One of the things we talk abt in LLL is the idea that adjusting your expectations CAN help you better accept that your baby has these needs of you. Of course it also helps to remind yourself of how incredibly short this period of time is, even though it seems unending when you're in it (like the phase the aforementioned 16 month old is in where she likes to climb on the kitchen chairs...) It all whizzes by in a blink and there you are, left wondering if it was worth it being pissed all those nights when the baby was crying. It's not their fault, they're just trying to tell you SOMETHING (maybe they need to be fed, or maybe they need to be close to someone - after all, WE don't sleep alone ...) Anyway, it's a stupid thing, but one suggestion I got from a league mom one time was to just turn the clock around so that it didn't face me at night. On the really bad nights, I do that. Then I don't have to notice that the baby was up every 30 mins for a while. Because honestly, what are my alternatives? Mainly to get pissed in the middle of the night (which will further awaken me, thereby delaying my eventual return to sleep). Of course poking my husband is one of the alternatives, which I have done a few times when I just ... couldn't ... take it... anymore. But this baby sure has taught me that what you learn with baby #1 isn't always relevant with baby #2. Liam would nurse back to sleep at any point in the night. Yes he might have woken frequently (every 2 hrs round the clock for his entire first year, I swear!) but he was a quick nurser and would zonk right back out. Meanwhile I have the energizer bunny in my second. She was up every 30 mins for 1.5-2 hrs last night asking for a drink of water. OMG I was ready to throw her out the window... but of course i forgot the bit about turning the clock around...that would have helped significantly last night, because to me it seemed like she was asking every 5 mins, but somehow because I knew that it was every 30 that pissed me off even more, because how good was the quality of sleep i got in those 30 minutes since the last water request? LOL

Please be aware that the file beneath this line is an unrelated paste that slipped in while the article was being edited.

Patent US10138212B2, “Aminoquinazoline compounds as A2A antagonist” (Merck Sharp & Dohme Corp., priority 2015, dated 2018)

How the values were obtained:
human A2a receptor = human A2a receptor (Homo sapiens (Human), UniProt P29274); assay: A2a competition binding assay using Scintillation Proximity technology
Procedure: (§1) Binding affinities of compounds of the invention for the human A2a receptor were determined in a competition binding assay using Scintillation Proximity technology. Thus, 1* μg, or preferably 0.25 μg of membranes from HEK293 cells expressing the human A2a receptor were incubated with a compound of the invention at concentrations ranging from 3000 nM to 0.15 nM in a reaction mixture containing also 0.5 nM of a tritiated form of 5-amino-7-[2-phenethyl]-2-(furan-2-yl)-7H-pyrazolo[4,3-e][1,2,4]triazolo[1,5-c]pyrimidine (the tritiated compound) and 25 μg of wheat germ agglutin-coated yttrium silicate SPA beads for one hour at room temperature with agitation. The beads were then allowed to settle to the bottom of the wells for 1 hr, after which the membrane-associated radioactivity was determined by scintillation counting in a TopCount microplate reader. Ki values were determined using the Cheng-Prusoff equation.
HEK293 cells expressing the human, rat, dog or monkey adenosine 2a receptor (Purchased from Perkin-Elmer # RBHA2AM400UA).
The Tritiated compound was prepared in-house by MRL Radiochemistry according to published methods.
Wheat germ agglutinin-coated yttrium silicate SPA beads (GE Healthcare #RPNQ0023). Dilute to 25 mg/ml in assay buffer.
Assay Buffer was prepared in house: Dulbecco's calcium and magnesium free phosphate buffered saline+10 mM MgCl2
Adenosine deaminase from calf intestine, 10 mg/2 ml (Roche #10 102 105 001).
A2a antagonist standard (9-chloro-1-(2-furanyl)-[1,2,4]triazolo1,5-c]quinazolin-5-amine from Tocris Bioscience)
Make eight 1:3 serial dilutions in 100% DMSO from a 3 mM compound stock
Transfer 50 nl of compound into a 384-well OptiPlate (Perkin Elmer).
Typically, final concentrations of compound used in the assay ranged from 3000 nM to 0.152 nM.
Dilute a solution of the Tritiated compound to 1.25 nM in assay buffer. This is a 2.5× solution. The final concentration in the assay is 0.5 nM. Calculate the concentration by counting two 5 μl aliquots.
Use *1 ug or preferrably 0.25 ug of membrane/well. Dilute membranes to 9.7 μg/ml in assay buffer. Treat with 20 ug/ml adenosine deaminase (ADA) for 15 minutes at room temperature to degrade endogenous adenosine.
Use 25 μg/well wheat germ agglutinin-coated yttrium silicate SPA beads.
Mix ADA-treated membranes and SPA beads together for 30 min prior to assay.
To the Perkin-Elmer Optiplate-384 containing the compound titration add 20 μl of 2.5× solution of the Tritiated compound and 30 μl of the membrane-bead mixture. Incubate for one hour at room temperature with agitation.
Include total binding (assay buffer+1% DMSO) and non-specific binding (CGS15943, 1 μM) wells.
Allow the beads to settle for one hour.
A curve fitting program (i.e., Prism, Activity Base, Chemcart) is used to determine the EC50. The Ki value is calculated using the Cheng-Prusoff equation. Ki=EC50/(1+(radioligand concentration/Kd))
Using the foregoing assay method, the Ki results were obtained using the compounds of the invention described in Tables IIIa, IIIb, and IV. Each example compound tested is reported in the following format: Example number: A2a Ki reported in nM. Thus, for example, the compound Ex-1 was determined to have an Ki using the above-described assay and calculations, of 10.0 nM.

At any rate...this is YOUR blog isn't it? One last thing and then I swear I'm leaving. You are always entitled to your POV...it's always a good mental check for me to see how other people are taking this information that I get and give abt breastfeeding. Helps me not sound like such a frigging moron sometimes I hope.

Charlie

I feel your pain (well, actually, no, because my wife is the one who has to do the breast-feeding, but....). The book issue is just a symptom of the whole pregnancy/childbirth/child-rearing worls, which is that everyone is an expert.

If you want a REALLY annoying, smug book by a woman who knows everything, try "The Baby Whisperer" by Tracy Hogg. Actually contains some good stuff, but you finish every reading session by throwing it at the wall.

Kaz Cooke is much less annoying than the rest. http://www.amazon.com/exec/obidos/tg/detail/-/1580085318/qid=1114331560/sr=8-3/ref=pd_csp_3/002-7806525-3320868?v=glance&s=books&n=507846

ElizabethN

I didn't cosleep, and I still found breastfeeding easier than bottle feeding in the middle of the night. (Well, I never actually did the bottle feeding in the middle of the night, but my husband had to when I was hospitalized for a week when she was a few months old.) At least the milk is already there and heated up!

It really is worth trying to figure out how to nurse lying down, even if you're not cosleeping, though. I found it immeasurably helpful to be able to lie down and zone out while she was eating, even though I was going to be putting her back in the crib when she was done. Lots of pillows behind your back help.

But I definitely agree with your main point, that advice books for new moms are generally condescending and stupid. If you want real data, try the Cochrane Reviews on Pregnancy and Childbirth at http://www.mrw.interscience.wiley.com/cochrane/cochrane_clsysrev_subjects_fs.html